On Wednesday, Adam Silver, the commissioner of the NBA, handed out a 24-game unpaid suspension to Charlotte Hornets small forward Jeffery Taylor for an incident in September for which Taylor pleaded guilty to misdemeanor domestic violence assault.
Last month a court sentenced Taylor to 18 months probation. The Hornets had already handed out an indefinite suspension of their own which forced the American and Swedish citizen to miss the first 11 games of the season, although it allowed Taylor to be paid. Silver’s suspension will include those games, meaning Taylor will miss the next 13 games, but he will not receive 24 game checks.
Apparently, Silver wants to make an example of Taylor with the 24-game suspension; the NBA collective bargaining agreement requires a minimum 10-game suspension for a felony conviction but Taylor pleaded guilty to a misdemeanor. In Silver’s memo dealing with the matter, he wrote, “While the suspension is significantly longer than prior suspensions for incidents of domestic violence by NBA players, it is appropriate in light of Mr. Taylor’s conduct, the need to deter similar conduct going forward, and the evolving social consensus–with which we fully concur–that professional sports leagues like the NBA must respond to such incidents in a more rigorous way.”
Silver consulted with various domestic violence experts before making his decision, including Ted Bunch, co-founder of A Call To Men; Linda Fairstein, former chief of the Sex Crimes Prosecution Unit of the Manhattan District Attorney’s Office; and Kalimah Johnson, founder of SASHA Center, a Detroit-based healing and awareness center focusing on sexual assault. He also spoke with an internal NBA group that included Kathy Behrens, the NBA’s executive vice president for Social Responsibility & Player Programs; Greg Taylor, the NBA’s senior vice president of Player Development; Chrysa Chin, the NBA’s vice president for Player Development; and Eric Hutcherson, the NBA’s senior vice president of Human Resources.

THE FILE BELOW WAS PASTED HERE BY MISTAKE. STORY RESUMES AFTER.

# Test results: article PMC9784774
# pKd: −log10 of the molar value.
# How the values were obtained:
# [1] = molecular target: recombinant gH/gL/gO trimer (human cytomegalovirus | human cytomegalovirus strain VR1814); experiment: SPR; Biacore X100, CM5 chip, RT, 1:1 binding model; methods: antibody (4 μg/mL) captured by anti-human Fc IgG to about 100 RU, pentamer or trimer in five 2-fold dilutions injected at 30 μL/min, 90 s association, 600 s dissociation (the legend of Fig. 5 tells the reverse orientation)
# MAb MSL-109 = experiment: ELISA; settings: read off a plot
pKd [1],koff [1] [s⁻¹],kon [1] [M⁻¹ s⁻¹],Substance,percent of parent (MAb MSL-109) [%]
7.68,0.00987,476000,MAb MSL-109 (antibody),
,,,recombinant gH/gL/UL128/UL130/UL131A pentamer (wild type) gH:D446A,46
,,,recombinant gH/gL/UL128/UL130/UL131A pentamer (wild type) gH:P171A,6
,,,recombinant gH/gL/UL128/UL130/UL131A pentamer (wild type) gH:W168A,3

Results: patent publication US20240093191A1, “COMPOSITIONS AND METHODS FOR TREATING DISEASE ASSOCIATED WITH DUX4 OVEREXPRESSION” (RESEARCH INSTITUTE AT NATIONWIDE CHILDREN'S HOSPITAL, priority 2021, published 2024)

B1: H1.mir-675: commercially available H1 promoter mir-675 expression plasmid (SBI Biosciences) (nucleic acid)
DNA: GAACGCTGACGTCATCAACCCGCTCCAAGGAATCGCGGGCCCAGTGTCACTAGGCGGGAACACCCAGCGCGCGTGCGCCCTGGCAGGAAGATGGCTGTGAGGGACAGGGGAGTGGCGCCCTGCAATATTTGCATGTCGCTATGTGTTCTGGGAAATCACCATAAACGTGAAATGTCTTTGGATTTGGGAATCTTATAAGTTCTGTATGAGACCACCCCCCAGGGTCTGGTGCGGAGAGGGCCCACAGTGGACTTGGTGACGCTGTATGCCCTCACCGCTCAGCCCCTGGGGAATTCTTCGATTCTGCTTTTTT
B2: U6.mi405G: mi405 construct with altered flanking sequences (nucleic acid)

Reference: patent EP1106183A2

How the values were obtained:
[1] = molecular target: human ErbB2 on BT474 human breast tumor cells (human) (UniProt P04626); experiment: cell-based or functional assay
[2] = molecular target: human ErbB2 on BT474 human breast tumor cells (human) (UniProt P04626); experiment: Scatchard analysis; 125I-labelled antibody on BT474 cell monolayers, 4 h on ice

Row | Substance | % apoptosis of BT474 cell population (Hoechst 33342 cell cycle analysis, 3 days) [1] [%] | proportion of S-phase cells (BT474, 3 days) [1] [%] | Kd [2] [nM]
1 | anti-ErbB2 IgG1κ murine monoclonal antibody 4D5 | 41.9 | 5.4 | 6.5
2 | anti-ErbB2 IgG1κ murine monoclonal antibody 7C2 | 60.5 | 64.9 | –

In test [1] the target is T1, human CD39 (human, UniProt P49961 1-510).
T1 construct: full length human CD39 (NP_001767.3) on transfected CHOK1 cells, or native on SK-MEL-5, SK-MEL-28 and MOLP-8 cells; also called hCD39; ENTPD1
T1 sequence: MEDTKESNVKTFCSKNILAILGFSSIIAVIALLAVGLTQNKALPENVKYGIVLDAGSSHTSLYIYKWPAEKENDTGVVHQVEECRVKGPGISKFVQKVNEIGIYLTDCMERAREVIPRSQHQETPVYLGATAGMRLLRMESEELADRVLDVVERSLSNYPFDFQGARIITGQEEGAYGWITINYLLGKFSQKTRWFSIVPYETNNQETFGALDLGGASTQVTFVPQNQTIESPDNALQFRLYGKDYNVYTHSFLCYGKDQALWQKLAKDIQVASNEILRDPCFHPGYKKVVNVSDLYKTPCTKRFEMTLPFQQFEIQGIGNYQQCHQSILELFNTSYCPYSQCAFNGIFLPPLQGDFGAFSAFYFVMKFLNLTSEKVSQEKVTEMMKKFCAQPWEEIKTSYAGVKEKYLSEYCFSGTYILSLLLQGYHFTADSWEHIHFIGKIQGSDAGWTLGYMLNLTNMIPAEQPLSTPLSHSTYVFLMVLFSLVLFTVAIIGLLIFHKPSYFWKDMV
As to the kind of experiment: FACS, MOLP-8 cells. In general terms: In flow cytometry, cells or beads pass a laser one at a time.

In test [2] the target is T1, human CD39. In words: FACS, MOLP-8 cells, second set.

In the September 24, 2014 incident that prompted Taylor’s suspension, Taylor and a woman drank heavily, then began arguing in Taylor’s Marriott hotel room. The argument was boisterous enough that other hotel guests called security. As the argument grew more heated, Taylor slapped the woman’s arm and shoved her so hard into the hallway that she struck her head on the door across the hall from Taylor’s room. The woman later exhibited a bump on the head and marks on her arm. Taylor also punched a hole in the wall in the hallway.
After Taylor’s early-morning arrest, East Lansing cops actually arrested Taylor elsewhere in the city later that evening on a separate malicious destruction of property charge.
East Lansing police officers described Taylor in the initial arrest as contentious and uncooperative. Following Taylor’s arrest–the first one–the NBA immediately started an investigation. Their attorneys interviewed Taylor and the woman to retrieve data for the NBA to review.
Silver appears more severe in his response to violence attributed to NBA players than his predecessor, David Stern. Numerous players have been charged in domestic assault charges in recent years, and the NBA seemingly stood by without acting.
Taylor has played two years with the Hornets, averaging 21 minutes and seven points a game. He missed the last 56 games of the 2013-14 season after he ruptured his Achilles tendon.